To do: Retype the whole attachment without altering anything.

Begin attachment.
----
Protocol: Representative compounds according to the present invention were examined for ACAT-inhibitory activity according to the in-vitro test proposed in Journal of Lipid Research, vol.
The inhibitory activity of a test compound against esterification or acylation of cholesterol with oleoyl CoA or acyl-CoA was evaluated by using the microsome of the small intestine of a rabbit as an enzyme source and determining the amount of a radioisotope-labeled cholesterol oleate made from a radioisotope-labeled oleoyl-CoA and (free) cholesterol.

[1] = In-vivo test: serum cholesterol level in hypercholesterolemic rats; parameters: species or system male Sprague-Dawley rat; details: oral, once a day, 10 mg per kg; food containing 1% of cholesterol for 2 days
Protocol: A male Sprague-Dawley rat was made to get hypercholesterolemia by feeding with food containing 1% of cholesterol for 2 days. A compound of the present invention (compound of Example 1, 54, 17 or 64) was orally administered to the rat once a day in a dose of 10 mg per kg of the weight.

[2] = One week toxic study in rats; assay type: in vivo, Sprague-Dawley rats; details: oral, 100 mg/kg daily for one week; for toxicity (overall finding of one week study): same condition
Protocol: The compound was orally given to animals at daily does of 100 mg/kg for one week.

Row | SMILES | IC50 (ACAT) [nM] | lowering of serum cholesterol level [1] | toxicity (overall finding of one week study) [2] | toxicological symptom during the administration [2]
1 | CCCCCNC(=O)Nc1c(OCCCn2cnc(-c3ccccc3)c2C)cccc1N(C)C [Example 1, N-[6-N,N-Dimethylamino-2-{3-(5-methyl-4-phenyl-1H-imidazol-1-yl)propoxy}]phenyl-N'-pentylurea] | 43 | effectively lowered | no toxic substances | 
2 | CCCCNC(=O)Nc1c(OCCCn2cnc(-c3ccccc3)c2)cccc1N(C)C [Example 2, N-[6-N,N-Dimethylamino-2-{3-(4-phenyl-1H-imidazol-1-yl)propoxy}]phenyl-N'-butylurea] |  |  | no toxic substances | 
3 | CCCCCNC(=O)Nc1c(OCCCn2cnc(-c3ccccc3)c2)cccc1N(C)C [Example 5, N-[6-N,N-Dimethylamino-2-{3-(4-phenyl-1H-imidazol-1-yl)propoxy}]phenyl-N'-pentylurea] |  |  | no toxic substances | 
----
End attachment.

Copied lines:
Protocol: Representative compounds according to the present invention were examined for ACAT-inhibitory activity according to the in-vitro test proposed in Journal of Lipid Research, vol.
The inhibitory activity of a test compound against esterification or acylation of cholesterol with oleoyl CoA or acyl-CoA was evaluated by using the microsome of the small intestine of a rabbit as an enzyme source and determining the amount of a radioisotope-labeled cholesterol oleate made from a radioisotope-labeled oleoyl-CoA and (free) cholesterol.

[1] = In-vivo test: serum cholesterol level in hypercholesterolemic rats; parameters: species or system male Sprague-Dawley rat; details: oral, once a day, 10 mg per kg; food containing 1% of cholesterol for 2 days
Protocol: A male Sprague-Dawley rat was made to get hypercholesterolemia by feeding with food containing 1% of cholesterol for 2 days. A compound of the present invention (compound of Example 1, 54, 17 or 64) was orally administered to the rat once a day in a dose of 10 mg per kg of the weight.

[2] = One week toxic study in rats; assay type: in vivo, Sprague-Dawley rats; details: oral, 100 mg/kg daily for one week; for toxicity (overall finding of one week study): same condition
Protocol: The compound was orally given to animals at daily does of 100 mg/kg for one week.

Row | SMILES | IC50 (ACAT) [nM] | lowering of serum cholesterol level [1] | toxicity (overall finding of one week study) [2] | toxicological symptom during the administration [2]
1 | CCCCCNC(=O)Nc1c(OCCCn2cnc(-c3ccccc3)c2C)cccc1N(C)C [Example 1, N-[6-N,N-Dimethylamino-2-{3-(5-methyl-4-phenyl-1H-imidazol-1-yl)propoxy}]phenyl-N'-pentylurea] | 43 | effectively lowered | no toxic substances | 
2 | CCCCNC(=O)Nc1c(OCCCn2cnc(-c3ccccc3)c2)cccc1N(C)C [Example 2, N-[6-N,N-Dimethylamino-2-{3-(4-phenyl-1H-imidazol-1-yl)propoxy}]phenyl-N'-butylurea] |  |  | no toxic substances | 
3 | CCCCCNC(=O)Nc1c(OCCCn2cnc(-c3ccccc3)c2)cccc1N(C)C [Example 5, N-[6-N,N-Dimethylamino-2-{3-(4-phenyl-1H-imidazol-1-yl)propoxy}]phenyl-N'-pentylurea] |  |  | no toxic substances | 